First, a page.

By Katherine Duke ’05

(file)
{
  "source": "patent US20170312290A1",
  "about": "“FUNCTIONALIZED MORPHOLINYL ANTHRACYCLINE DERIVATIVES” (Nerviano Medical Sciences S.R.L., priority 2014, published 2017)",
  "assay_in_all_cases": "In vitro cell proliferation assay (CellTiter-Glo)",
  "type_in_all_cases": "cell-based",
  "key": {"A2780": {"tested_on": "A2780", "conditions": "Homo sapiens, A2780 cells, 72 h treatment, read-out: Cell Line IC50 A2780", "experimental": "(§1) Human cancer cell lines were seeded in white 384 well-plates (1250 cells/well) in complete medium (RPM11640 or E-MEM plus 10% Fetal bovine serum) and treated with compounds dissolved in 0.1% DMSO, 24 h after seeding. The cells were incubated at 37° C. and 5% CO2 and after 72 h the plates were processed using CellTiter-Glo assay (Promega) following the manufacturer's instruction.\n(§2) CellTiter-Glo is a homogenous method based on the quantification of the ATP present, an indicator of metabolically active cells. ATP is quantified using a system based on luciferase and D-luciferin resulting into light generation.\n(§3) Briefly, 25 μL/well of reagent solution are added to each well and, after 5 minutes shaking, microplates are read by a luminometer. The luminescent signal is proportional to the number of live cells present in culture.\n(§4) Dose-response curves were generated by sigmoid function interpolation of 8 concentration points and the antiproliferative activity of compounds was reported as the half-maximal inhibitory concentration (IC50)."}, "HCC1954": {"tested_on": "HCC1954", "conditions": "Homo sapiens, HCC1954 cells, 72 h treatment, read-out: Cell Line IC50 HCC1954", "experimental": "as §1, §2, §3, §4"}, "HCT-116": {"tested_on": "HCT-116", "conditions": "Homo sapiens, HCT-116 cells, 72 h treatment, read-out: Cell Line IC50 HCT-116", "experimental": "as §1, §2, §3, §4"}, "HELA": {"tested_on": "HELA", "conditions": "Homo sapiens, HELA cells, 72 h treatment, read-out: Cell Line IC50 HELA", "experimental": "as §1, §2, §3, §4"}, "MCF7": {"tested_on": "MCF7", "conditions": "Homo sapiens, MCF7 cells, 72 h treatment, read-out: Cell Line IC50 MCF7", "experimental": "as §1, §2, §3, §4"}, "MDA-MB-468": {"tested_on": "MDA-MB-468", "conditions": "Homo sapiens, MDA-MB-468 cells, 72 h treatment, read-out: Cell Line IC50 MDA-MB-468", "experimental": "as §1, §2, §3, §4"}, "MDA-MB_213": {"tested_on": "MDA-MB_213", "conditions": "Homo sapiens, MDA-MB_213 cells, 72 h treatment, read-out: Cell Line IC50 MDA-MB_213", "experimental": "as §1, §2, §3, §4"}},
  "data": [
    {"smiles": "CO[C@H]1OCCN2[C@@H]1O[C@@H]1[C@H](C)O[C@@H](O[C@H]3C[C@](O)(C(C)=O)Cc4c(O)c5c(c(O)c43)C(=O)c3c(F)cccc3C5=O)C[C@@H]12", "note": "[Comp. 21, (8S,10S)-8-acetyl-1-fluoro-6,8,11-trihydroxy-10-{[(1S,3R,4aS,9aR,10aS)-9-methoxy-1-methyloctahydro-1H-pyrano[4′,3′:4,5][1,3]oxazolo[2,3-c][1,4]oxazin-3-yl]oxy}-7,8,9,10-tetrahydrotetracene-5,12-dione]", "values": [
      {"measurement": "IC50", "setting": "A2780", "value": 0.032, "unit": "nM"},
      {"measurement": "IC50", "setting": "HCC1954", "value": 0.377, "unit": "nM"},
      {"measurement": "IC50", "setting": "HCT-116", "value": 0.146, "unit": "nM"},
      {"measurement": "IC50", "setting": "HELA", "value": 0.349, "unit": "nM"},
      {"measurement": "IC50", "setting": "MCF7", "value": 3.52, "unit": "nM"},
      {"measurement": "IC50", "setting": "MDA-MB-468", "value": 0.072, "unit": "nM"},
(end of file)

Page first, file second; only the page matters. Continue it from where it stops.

America and democracy are the grand ideas occupying the minds of many Amherst authors. Embark upon American Odysseys: A History of Colonial North America, by Timothy J. Shannon and David N. Gellman ’88 (Oxford University Press). Then enjoy a Repast: Dining Out at the Dawn of the New American Century, 1900–1910, by Michael Lesy and Lisa Stoffer, Amherst’s director of foundation and corporate relations (W. W. Norton & Co.). Ira Silver ’91 advises on Giving Hope: How You Can Restore the American Dream (CreateSpace), and Ilya Somin ’95 writes of Democracy and Political Ignorance: Why Smaller Government Is Smarter (Stanford Law Books). Nick Bromell ’72 keeps us in the moment with The Time is Always Now: Black Thought and the Transformation of U.S. Democracy (Oxford University Press), while Mary A. Languirand and Robert F. Bornstein ’81 help us face the future with How to Age in Place: Planning for a Happy, Independent, and Financially Secure Retirement (Ten Speed Press). Michael Wheeler ’65 teaches The Art of Negotiation: How to Improvise Agreement in a Chaotic World (Simon & Schuster). Architecture critic Blair Kamin ’79 guides us through The Gates of Harvard Yard (The Nieman Foundation for Journalism), and Peggy Shin ’85 brings on a Deluge: Tropical Storm Irene, Vermont’s Flash Floods, and How One Small State Saved Itself (University Press of New England). In the mood for music? Listen to Missa Charles Darwin: Introitus: Tropus ad Kyrie, composed by Gregory W. Brown ’98 and featuring New York Polyphony (Navona), and The Edenfred Files, by Darryl Harper ’90 (Hipnotic Records).